Flight! Our tour in France Part 1

Ensemble Laude has just arrived back from its first international tour – to France!  We sang at the Eglise St Pierre d’Arene in Nice, St Sauveur Cathedral in Aix-en-Provence, and then on to the international Choralies festival in Vaison-la-Romaine, as the only choir from Canada!

Nice
Beautiful Nice!

When we arrived in Nice, it was to a city reeling from a recent terrorist attack.  A truck driver had gone on a deadly rampage leaving 84 people dead.  People were in shock; angry, grieving, and afraid.  Gendarmes and military police were a regular sight on the streets.  We knew we would be walking into this situation but we did it with our eyes wide open.  Never have I been so proud of our sister singers as we walked into a city reeling with pain, prepared to bring healing and light through our music.  One of our singers, Laurie Bayly, had brought many small rocks to give out at the concert with the word “peace” written in many languages.  At the end of our concert, when we had sung Media Vita in Morte Sumus for the victims of the recent attacks, we went out into the audience to give our the stones as gifts.  I made eye contact with one women sitting several rows behind everyone else.  I went straight up to her and as I pressed the rock into her hand, she whispered “thank you” with her eyes swimming with tears. This is only one of the many moving experiences we had with the people of Nice.  We fell in love with this beautiful city and its friendly people.

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Street Art in a hopeful spirit

 

From Nice, we made our way to Aix-en-Provence and stopped at the ancient Abbaye du Thoronet on the way.

thoronet tree

This abbey was founded in the late 1100s and construction was finished in the early 1200s.  It is located in an isolated area – the whirring of the cicadas and resinous smell of the dry leaves is perhaps as it would have been all those centuries ago.

 

As we paid to enter, we asked permission to sing and at first were refused, then they relented, “Just one song!” So we sang three songs melded together as one, and when we were done they asked for more!  We sang our sacred and medieval pieces, starting with Hildegard and other Gregorian chant, all the way through to a modern Sanctus:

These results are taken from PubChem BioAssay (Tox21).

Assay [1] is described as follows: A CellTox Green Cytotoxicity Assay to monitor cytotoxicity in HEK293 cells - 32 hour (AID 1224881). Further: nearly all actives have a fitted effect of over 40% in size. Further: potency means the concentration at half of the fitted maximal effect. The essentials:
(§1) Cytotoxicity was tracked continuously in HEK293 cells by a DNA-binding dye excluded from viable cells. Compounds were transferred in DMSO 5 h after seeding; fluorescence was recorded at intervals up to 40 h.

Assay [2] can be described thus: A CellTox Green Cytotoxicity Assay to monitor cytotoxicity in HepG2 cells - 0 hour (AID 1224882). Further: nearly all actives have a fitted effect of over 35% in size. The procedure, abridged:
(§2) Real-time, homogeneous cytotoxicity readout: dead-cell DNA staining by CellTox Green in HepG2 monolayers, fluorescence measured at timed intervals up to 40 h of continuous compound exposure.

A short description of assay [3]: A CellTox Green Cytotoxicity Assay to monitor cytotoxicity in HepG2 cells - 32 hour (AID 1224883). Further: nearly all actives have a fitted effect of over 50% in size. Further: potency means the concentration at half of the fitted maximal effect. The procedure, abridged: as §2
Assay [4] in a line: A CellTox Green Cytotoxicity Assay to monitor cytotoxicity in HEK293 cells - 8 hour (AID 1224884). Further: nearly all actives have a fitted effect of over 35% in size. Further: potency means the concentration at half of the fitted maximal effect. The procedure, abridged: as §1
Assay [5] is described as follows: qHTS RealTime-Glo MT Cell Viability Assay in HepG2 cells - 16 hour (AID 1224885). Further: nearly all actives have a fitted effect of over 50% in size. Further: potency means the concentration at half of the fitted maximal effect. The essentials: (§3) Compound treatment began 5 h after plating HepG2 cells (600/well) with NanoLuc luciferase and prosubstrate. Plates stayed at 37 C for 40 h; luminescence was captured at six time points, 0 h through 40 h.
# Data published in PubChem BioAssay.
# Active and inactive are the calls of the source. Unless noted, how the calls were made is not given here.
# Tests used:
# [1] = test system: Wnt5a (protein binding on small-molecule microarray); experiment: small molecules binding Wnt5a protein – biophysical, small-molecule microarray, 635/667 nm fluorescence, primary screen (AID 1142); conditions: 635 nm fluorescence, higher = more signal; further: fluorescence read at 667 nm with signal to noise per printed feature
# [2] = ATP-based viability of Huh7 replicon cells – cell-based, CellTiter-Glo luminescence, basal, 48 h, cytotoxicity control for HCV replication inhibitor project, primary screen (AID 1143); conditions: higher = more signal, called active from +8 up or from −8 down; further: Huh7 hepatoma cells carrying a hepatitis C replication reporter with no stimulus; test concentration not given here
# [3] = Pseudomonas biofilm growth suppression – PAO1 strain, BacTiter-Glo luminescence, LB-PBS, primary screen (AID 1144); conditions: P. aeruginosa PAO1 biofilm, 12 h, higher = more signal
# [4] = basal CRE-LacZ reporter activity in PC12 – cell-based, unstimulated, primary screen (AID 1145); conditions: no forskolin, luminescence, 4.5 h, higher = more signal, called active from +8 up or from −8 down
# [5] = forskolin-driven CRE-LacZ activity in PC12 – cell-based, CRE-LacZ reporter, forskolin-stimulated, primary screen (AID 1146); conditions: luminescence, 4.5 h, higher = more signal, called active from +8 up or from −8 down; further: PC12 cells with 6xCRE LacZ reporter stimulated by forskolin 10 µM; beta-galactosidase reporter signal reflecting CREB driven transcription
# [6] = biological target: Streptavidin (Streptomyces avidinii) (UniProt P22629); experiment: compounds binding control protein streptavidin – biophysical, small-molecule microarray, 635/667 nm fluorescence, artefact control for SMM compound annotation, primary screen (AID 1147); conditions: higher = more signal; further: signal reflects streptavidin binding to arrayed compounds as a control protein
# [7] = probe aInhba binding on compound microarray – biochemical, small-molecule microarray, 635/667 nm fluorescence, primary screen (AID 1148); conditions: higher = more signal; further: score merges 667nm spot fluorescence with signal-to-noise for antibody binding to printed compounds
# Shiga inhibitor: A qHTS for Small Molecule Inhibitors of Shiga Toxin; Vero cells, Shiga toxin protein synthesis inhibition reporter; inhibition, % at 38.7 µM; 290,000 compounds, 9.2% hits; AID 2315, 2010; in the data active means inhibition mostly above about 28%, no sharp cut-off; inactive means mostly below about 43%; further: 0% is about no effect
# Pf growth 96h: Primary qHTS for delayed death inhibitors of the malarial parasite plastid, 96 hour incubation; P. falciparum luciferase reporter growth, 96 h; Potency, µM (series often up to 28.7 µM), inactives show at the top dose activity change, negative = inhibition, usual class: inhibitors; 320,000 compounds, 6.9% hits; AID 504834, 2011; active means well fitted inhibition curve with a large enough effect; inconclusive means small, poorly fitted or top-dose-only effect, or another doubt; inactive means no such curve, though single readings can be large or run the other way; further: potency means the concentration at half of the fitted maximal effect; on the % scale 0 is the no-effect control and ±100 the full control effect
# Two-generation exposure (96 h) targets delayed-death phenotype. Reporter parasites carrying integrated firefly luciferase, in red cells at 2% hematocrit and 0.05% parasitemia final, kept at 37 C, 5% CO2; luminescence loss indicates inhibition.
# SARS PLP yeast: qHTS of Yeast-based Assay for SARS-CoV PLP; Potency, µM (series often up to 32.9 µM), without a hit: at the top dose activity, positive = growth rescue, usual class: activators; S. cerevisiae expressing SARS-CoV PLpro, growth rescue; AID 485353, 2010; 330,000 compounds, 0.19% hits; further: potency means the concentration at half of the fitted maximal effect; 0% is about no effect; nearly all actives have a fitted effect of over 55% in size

As we sang, we had the remarkable experience of the walls waking up and listening – it happened gradually as they slowly came alive, but then the sense of being alive and listening was almost palpable.  Every note rippled outwards like a stone tossed into a pond, and I think all of us were profoundly moved that our music has become another layer in the many memories that coat those ancient walls.

Photo credit Ian Bullen
Thoronet – Photo credit Ian Bullen

5 Comments

  • Anne Reply

    August 23, 2016 at 4:43 am

    Thank you for sharing these precious and profound moments. The singing within the ancient abbey walls is divine. I can only imagine the emotions it evoke in you all.

  • Joan Reply

    August 23, 2016 at 6:08 am

    Love seeing the photos with the beautiful descriptions! This whole France adventure was like a fabulous pay-off after all your years of incredibly hard work and dedication to your craft!

  • Cammie Reply

    August 24, 2016 at 11:18 pm

    That was one of the most beautiful versions of Sanctus I’ve heard. The pauses in order to hear the ringing notes were timed so nicely. I feel this really calls me to meditate to divinity.
    Bringing the peace rocks to the concert was such a thoughtful, special thing to do. You provided meaning for a lot of people.
    The photos and writing to describe the experience are great.
    Thank you!

  • Debbie Needham Reply

    September 17, 2016 at 9:35 pm

    The world is a better, richer place for the joy spread by music – I wish you all continued success and am ever grateful for having been a tiny part of this wonderous group once upon a a time……
    Dxxx

  • Joanne Reply

    October 27, 2016 at 8:43 pm

    A truly life-changing experience. As one who ‘lives [profoundly] in the presence of death’ (Media Vita), I can say that mindfulness has increased exponentially as a result of this gift of music.

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